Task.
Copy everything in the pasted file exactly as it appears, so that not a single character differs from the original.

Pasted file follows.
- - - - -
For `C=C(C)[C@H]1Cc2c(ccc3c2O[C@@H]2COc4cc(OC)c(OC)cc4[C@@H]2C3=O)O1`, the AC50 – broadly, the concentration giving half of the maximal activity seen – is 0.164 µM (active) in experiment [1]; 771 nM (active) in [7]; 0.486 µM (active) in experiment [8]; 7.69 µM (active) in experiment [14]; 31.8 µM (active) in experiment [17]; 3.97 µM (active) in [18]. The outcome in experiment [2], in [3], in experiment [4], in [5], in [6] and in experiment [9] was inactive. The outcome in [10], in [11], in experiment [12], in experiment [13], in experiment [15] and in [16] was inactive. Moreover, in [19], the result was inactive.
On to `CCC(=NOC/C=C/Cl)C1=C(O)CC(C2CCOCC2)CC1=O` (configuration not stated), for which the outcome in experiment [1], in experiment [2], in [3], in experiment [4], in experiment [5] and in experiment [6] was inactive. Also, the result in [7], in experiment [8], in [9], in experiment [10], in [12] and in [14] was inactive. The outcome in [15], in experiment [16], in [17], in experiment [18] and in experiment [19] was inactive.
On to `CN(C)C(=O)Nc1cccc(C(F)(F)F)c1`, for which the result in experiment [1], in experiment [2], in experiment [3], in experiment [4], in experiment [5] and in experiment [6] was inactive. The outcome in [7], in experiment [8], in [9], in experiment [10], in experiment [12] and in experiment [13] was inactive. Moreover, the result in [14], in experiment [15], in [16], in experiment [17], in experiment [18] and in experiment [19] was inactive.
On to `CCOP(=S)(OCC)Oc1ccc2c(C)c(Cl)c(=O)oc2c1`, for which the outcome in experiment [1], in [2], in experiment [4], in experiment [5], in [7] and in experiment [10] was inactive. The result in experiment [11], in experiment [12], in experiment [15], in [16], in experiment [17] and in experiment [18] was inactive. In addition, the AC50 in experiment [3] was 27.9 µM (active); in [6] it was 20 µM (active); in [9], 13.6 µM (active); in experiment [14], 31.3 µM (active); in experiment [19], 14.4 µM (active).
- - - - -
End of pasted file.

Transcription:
For `C=C(C)[C@H]1Cc2c(ccc3c2O[C@@H]2COc4cc(OC)c(OC)cc4[C@@H]2C3=O)O1`, the AC50 – broadly, the concentration giving half of the maximal activity seen – is 0.164 µM (active) in experiment [1]; 771 nM (active) in [7]; 0.486 µM (active) in experiment [8]; 7.69 µM (active) in experiment [14]; 31.8 µM (active) in experiment [17]; 3.97 µM (active) in [18]. The outcome in experiment [2], in [3], in experiment [4], in [5], in [6] and in experiment [9] was inactive. The outcome in [10], in [11], in experiment [12], in experiment [13], in experiment [15] and in [16] was inactive. Moreover, in [19], the result was inactive.
On to `CCC(=NOC/C=C/Cl)C1=C(O)CC(C2CCOCC2)CC1=O` (configuration not stated), for which the outcome in experiment [1], in experiment [2], in [3], in experiment [4], in experiment [5] and in experiment [6] was inactive. Also, the result in [7], in experiment [8], in [9], in experiment [10], in [12] and in [14] was inactive. The outcome in [15], in experiment [16], in [17], in experiment [18] and in experiment [19] was inactive.
On to `CN(C)C(=O)Nc1cccc(C(F)(F)F)c1`, for which the result in experiment [1], in experiment [2], in experiment [3], in experiment [4], in experiment [5] and in experiment [6] was inactive. The outcome in [7], in experiment [8], in [9], in experiment [10], in experiment [12] and in experiment [13] was inactive. Moreover, the result in [14], in experiment [15], in [16], in experiment [17], in experiment [18] and in experiment [19] was inactive.
On to `CCOP(=S)(OCC)Oc1ccc2c(C)c(Cl)c(=O)oc2c1`, for which the outcome in experiment [1], in [2], in experiment [4], in experiment [5], in [7] and in experiment [10] was inactive. The result in experiment [11], in experiment [12], in experiment [15], in [16], in experiment [17] and in experiment [18] was inactive. In addition, the AC50 in experiment [3] was 27.9 µM (active); in [6] it was 20 µM (active); in [9], 13.6 µM (active); in experiment [14], 31.3 µM (active); in experiment [19], 14.4 µM (active).